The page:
An apocryphal tale says Juilliard Music Conservatory-trained musicians Michael Kamen, Marty Fulterman, and Dorian Rudnytsky decided in the late '60s in New York that they could make bigger bucks as rock stars than as classical musicians. The results of this legendary experiment were inconclusive. Forming the New York Rock and Roll Ensemble, they broke with tradition on their first two albums -- 1968's self-titled debut and Faithful Friends the next year -- by using classical music instruments in rock songs and using rock instruments on classical pieces.
This fusion, daring at the time, impressed legendary conductor Leonard Bernstein so much that he invited the group to appear at one of his Young People's Concerts with the New York Philharmonic Orchestra. For their third Atco release, Reflections, they collaborated with Greek composer Manos Hadjidakis, best known for scoring music for the movie Never on Sunday. Rhythm guitarist Brian Corrigan departed after the third album, and pedal steel guitar player Hank Devito joined. The band then shortened its name to New York Rock Ensemble and switched to Columbia. Released in 1971, Roll Over was their most overtly rock album to date and their biggest seller, although they fell well short of Led Zeppelin on the Billboard charts. The band dispersed after Freedomburger, although Rudnytsky, Fulterman, and Corrigan had one final shot with Flattering Foe.... Devito surfaced years later as a stalwart player in the bands of Rodney Crowell and Rosanne Cash. Only Kamen fulfilled the original trio's objective of successfully melding classical and pop music to make big bucks. After being music director for David Bowie's Diamond Dogs tour, he went on to a thriving career scoring films. After his score for Brazil gained him wide exposure, he hit the mother lode composing music for the Die Hard and Lethal Weapon series. In 1991, Kamen earned an Academy Award nomination for "(Everything I Do) I Do it for You," the Bryan Adams monster international pop smash hit from Robin Hood: Prince of Thieves. Kamen has also worked with Eric Clapton, Pink Floyd, Liona Boyd, Sting, Rod Stewart, Metallica, Kate Bush, Belinda Carlisle, the Chieftains, the Cranberries, Roger Daltrey, Eurythmics, John Mellencamp, Jim Croce, and many others.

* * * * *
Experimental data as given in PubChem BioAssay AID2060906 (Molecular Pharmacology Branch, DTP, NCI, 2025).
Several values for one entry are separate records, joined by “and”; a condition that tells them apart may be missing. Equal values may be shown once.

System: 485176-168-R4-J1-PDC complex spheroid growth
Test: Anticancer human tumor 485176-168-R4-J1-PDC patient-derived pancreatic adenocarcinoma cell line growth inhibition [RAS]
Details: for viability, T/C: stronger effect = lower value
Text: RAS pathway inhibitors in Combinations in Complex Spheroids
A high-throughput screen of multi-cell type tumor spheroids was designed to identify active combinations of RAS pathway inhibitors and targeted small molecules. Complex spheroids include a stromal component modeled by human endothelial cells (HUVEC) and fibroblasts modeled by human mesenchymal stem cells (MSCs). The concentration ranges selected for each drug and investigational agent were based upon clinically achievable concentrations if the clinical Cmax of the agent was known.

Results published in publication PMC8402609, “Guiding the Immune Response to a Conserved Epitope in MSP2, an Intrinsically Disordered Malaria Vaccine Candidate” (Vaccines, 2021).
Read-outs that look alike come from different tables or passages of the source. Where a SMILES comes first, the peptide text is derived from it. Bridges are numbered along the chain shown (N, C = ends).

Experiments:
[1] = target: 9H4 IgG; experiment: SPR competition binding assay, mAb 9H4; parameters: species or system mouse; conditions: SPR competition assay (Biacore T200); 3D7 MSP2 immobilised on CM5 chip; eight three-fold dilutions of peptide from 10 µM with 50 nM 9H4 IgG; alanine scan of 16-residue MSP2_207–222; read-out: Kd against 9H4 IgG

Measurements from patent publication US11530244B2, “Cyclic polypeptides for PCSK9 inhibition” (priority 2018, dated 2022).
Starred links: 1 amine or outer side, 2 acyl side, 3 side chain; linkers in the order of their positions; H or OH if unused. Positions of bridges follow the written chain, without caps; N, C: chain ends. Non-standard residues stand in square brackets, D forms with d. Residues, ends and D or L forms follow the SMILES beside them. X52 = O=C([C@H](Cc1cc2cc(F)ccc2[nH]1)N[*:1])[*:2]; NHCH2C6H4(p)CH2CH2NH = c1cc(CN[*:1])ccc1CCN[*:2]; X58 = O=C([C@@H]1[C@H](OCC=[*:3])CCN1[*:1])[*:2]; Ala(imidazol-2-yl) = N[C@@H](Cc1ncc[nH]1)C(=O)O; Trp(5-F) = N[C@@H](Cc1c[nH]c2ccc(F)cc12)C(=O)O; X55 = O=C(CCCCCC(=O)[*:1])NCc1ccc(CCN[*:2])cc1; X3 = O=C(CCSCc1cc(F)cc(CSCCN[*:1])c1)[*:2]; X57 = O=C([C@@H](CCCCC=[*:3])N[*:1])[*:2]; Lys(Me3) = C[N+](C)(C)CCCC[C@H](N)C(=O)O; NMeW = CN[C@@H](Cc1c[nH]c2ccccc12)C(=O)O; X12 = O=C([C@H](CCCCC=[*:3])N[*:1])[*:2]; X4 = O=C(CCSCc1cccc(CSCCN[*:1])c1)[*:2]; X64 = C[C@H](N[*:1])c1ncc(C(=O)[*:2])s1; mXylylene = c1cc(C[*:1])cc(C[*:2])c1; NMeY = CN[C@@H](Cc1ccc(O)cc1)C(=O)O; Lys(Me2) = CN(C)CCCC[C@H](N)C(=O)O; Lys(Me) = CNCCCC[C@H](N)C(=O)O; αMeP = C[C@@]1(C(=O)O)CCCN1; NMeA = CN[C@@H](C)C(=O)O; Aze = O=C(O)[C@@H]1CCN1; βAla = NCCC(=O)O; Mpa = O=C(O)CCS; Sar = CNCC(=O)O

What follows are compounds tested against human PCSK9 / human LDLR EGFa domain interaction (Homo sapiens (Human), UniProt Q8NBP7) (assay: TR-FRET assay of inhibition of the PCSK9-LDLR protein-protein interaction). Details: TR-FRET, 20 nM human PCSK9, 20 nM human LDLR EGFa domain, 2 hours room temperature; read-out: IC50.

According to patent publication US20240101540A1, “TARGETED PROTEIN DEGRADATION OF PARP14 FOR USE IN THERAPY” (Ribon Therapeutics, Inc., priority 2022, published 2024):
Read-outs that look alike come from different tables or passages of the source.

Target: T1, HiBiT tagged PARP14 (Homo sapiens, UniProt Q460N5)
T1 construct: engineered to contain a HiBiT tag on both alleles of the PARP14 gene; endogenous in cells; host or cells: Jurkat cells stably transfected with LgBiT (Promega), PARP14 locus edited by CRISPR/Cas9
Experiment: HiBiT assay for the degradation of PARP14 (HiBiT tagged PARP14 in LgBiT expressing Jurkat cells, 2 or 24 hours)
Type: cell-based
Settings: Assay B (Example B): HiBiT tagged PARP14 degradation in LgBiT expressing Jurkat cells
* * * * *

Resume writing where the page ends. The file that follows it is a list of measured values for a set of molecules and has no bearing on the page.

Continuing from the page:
The second release from this rock-classical fusion act is a highly enjoyable, albeit forgotten, album from the 1960s. One of the first major bands to mix classical music with rock, the New York Rock & Roll Ensemble also included future pop composer Michael Kamen. The ensemble's 1969 sophomore album continues where their debut left off, with pop/rock numbers like "I'm So Busy" and a cover of Jimi Hendrix's "Wait Until Tomorrow" interspersed with straight classical pieces such as Bach's "Trio Sonata No. 2 in G Major." The album's highlight is the acoustic-based original "Kite Song"; a song featuring falsetto vocals from ensemble member Brian Corrigan and a very pretty cello melody. Most of the songs sound influenced by Sgt. Pepper's Lonely Hearts Club Band, as well as late-'60s pop/rock harmony-based groups such as Crosby, Stills, Nash, and Young. Kamen lends his dramatized vocals to most of the tunes on the album in pure Broadway meets '60s rock fashion; other members of the ensemble sing as well. While heralded at the time for their courageous musical explorations, the New York Rock & Roll Ensemble peaked with this and their follow-up album, Reflections, failing to capture the same magic on their subsequent releases